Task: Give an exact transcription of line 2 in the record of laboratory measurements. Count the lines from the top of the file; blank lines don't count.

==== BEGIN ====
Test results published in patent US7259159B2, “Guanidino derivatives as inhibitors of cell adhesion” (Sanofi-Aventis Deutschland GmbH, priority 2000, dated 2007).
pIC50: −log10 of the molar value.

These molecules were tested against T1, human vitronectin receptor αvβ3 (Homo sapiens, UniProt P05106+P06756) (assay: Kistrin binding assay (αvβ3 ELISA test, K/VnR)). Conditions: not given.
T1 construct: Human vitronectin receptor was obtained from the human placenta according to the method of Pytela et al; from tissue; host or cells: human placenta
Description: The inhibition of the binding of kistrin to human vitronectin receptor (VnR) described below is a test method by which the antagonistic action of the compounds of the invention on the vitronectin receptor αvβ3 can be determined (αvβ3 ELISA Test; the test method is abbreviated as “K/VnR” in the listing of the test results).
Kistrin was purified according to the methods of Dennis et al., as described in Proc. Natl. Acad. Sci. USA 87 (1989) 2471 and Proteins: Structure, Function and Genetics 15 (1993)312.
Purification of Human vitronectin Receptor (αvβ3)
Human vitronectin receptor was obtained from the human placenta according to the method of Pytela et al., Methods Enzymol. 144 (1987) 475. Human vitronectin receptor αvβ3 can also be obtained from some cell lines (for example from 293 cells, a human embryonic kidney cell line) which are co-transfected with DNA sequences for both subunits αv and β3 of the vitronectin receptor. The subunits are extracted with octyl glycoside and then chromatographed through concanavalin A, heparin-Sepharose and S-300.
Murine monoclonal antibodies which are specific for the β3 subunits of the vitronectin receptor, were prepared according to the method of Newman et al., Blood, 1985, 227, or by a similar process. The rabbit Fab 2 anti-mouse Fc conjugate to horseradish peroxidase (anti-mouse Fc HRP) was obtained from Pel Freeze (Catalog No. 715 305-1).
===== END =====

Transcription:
pIC50: −log10 of the molar value.